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Global franchises challenged by knock-off brands in Ethiopia

Global franchises challenged by knock-off brands in Ethiopia

Just in time for the opening its belated first Kentucky Fried Chicken franchise in the Addis Ababa and following the opening of two Pizza Hut franchises, Yum! Brands of South Africa, the company behind the famous fast food chain of restaurants, is facing unexpected competition from knock-off restaurants set to open in the Bole area next month, among which is the Kentaki Krunchy Fried Chekin (KKFC).

The new restaurant in Bole, next to Washington Hotel, is using an almost exact name of the brand name eatery with typos, its logo, branding and phrases – “finger lickin” good – to promote the new establishment.

“I am aware of the planned opening of the unauthorized restaurant with the clear images of KFC,” said Elias Ketema, the local partner of Yum! in Ethiopia and owner of Gusto Italian restaurants, who is set to open the first KFC inside the Berhane Adere building. “I have communicated with Yum! South Africa and we hope to solve this amicably”.   

However, the co-owner of KKFC denied knowing anything about a new KFC opening and argued the two are different eateries.

“We got our license to operate from Yemen from Sheikh Hamid Al-Ahmar, (the owner of KFC Yemen) and paid all the financial dues to open the restaurant,” she said refusing to state her name. “People should come and taste our products and judge us and not confuse us with other establishments. We are legal and licensed by the government (of Ethiopia)”.

Hamid, known as a rich mogul with some aspirations for politics, owns a slew of business interests in the war-torn nation of Yemen, including Sabafon mobile network, a satellite channel and the KFC brand in Yemen.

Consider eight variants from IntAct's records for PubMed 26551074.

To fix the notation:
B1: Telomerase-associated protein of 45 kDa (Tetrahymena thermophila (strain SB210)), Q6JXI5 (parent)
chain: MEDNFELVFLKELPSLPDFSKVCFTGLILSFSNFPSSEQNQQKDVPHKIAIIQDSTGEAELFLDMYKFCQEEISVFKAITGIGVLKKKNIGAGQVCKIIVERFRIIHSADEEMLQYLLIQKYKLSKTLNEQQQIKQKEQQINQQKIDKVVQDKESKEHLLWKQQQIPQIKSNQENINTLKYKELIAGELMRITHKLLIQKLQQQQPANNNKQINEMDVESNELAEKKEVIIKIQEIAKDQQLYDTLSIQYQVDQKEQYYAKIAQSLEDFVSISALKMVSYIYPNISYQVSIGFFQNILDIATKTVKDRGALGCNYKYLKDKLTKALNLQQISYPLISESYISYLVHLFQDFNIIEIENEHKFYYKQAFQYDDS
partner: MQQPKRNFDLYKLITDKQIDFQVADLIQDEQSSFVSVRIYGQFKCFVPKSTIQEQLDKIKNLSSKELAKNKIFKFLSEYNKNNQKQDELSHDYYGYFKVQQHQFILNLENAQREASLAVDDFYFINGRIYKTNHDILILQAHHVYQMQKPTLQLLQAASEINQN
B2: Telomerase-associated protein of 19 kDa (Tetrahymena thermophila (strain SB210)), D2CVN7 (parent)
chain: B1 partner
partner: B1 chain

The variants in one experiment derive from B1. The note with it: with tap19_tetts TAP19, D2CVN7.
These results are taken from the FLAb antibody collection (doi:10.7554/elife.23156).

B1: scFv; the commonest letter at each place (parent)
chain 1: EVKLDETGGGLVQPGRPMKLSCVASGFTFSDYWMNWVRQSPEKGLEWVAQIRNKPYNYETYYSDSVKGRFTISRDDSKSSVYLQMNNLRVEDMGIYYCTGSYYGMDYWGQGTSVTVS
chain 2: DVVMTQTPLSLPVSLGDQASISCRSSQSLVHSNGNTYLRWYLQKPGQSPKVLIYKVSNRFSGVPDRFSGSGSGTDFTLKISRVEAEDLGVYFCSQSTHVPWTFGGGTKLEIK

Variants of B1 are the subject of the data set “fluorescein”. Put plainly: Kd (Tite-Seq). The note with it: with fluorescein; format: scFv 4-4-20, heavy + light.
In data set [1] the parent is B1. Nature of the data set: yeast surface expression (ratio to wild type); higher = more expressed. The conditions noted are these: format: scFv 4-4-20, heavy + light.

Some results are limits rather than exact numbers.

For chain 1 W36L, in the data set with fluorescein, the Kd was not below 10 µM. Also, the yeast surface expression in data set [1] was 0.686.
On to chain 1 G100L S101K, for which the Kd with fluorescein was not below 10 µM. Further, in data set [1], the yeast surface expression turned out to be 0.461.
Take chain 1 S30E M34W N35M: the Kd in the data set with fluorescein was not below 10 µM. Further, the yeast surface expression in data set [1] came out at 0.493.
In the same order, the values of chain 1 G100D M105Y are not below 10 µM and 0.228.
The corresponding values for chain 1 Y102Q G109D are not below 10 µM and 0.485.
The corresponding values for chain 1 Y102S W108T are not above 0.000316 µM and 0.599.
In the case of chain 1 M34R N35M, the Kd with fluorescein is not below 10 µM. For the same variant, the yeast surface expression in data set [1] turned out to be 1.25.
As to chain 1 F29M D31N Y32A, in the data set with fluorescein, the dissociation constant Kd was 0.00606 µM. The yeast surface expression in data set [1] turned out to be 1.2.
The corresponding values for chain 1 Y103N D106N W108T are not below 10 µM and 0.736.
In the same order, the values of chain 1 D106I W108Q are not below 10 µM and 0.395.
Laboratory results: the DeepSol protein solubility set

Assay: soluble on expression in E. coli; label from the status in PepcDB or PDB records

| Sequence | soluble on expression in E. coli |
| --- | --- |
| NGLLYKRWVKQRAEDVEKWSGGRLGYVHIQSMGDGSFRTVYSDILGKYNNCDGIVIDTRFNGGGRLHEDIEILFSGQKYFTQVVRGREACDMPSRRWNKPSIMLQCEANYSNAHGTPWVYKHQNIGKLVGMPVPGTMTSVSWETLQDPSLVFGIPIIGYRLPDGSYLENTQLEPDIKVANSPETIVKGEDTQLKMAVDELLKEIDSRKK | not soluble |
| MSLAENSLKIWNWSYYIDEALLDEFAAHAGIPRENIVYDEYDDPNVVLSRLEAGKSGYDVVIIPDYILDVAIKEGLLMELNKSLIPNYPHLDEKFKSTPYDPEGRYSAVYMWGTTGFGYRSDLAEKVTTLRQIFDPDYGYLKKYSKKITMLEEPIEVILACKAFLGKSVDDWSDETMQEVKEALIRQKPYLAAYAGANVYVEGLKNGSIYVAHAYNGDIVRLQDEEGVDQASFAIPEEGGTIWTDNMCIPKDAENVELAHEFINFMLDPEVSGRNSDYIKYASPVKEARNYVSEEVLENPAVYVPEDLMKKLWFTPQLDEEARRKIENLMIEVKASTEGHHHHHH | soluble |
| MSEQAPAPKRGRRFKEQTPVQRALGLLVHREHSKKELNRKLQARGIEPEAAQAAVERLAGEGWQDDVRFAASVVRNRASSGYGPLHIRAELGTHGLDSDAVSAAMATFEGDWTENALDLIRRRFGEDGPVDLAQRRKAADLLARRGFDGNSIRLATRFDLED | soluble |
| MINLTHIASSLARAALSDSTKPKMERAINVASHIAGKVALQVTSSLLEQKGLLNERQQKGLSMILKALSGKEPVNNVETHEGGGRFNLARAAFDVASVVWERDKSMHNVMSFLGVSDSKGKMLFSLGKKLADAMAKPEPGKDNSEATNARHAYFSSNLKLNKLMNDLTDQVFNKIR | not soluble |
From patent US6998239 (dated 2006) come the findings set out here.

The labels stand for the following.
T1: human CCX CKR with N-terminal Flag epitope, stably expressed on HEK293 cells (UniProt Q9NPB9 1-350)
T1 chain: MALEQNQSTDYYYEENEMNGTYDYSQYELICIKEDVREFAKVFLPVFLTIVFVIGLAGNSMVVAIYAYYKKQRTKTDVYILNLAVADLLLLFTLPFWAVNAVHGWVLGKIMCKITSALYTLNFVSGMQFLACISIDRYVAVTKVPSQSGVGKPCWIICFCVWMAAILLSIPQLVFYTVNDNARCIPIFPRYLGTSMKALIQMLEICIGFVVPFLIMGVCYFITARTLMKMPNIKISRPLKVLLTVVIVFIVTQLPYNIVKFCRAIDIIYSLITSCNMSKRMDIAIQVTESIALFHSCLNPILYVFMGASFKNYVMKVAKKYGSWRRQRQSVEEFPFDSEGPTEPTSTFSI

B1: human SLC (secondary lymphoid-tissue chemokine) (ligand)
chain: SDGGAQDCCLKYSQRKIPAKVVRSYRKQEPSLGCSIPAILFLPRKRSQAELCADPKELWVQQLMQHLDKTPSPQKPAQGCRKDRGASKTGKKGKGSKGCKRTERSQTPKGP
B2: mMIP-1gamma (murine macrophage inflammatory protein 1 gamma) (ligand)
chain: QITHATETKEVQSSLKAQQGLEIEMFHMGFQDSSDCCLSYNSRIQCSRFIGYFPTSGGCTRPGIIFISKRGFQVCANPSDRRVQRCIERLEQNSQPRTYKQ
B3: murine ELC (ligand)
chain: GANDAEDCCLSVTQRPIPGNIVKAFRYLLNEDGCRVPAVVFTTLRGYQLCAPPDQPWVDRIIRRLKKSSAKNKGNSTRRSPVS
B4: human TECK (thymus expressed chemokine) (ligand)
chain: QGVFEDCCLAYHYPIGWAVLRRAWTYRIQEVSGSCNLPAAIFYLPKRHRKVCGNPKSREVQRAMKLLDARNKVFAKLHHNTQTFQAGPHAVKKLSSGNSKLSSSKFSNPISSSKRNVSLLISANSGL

While he owns the right to sell fried chicken under the KFC brand in Yemen, he is not authorized to sell the franchise brand in Ethiopia, nor is he allowed to start a competing, similar brand that goes against the business interest of KFC, legal commentator explained to The Reporter.

However, the co-owner of KKFC, along with her Yemeni partner is adamant they got the license from Hamid and they are a legal entity.  

This is not the first time such experiences have occurred in Ethiopia, tarnishing the country’s hard fought reputation as business friendly and one worthy of foreign investments.

In 2013, a visiting tourist to the capital made a visit to the local IN-N-OUT near the Millennium Hall at the run down street of underage youth and fast food. Disappointed in its service, she made a complaint to the company once she made her way to New York. Unknown to her and the company, the local operation was not linked to the famous restaurant and prompted the later to make a complaint to the Ethiopian Intellectual Property Office (EIPO) and the Ministry of Trade.

Since then, the local IN-N-OUT, with a lax intellectual law has grown to open much bigger restaurants, while the case still pends before the EIPO and the ministry.